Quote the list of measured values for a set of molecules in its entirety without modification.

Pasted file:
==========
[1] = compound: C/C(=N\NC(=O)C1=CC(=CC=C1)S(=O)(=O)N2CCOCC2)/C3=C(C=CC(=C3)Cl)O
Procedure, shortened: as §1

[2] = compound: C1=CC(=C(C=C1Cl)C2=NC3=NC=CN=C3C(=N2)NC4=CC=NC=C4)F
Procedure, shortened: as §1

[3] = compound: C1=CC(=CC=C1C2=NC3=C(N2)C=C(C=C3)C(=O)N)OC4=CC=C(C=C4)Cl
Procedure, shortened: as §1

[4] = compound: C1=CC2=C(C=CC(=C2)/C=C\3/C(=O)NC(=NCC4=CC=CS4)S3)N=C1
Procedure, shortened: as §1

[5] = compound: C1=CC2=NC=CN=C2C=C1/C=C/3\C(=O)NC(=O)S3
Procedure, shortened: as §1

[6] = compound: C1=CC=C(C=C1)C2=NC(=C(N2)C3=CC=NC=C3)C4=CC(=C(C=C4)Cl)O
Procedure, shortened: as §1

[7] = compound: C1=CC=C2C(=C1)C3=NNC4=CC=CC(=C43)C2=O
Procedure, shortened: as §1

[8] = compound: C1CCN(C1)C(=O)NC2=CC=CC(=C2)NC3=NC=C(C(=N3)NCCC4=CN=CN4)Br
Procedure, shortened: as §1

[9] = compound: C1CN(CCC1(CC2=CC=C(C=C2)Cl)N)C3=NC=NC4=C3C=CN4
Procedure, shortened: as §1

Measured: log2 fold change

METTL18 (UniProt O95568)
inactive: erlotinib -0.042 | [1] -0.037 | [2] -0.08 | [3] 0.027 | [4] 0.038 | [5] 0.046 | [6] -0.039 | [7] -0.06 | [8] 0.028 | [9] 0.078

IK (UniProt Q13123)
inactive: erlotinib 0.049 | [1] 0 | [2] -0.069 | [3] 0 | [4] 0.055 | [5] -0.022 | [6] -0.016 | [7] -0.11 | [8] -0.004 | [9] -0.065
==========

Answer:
[1] = compound: C/C(=N\NC(=O)C1=CC(=CC=C1)S(=O)(=O)N2CCOCC2)/C3=C(C=CC(=C3)Cl)O
Procedure, shortened: as §1

[2] = compound: C1=CC(=C(C=C1Cl)C2=NC3=NC=CN=C3C(=N2)NC4=CC=NC=C4)F
Procedure, shortened: as §1

[3] = compound: C1=CC(=CC=C1C2=NC3=C(N2)C=C(C=C3)C(=O)N)OC4=CC=C(C=C4)Cl
Procedure, shortened: as §1

[4] = compound: C1=CC2=C(C=CC(=C2)/C=C\3/C(=O)NC(=NCC4=CC=CS4)S3)N=C1
Procedure, shortened: as §1

[5] = compound: C1=CC2=NC=CN=C2C=C1/C=C/3\C(=O)NC(=O)S3
Procedure, shortened: as §1

[6] = compound: C1=CC=C(C=C1)C2=NC(=C(N2)C3=CC=NC=C3)C4=CC(=C(C=C4)Cl)O
Procedure, shortened: as §1

[7] = compound: C1=CC=C2C(=C1)C3=NNC4=CC=CC(=C43)C2=O
Procedure, shortened: as §1

[8] = compound: C1CCN(C1)C(=O)NC2=CC=CC(=C2)NC3=NC=C(C(=N3)NCCC4=CN=CN4)Br
Procedure, shortened: as §1

[9] = compound: C1CN(CCC1(CC2=CC=C(C=C2)Cl)N)C3=NC=NC4=C3C=CN4
Procedure, shortened: as §1

Measured: log2 fold change

METTL18 (UniProt O95568)
inactive: erlotinib -0.042 | [1] -0.037 | [2] -0.08 | [3] 0.027 | [4] 0.038 | [5] 0.046 | [6] -0.039 | [7] -0.06 | [8] 0.028 | [9] 0.078

IK (UniProt Q13123)
inactive: erlotinib 0.049 | [1] 0 | [2] -0.069 | [3] 0 | [4] 0.055 | [5] -0.022 | [6] -0.016 | [7] -0.11 | [8] -0.004 | [9] -0.065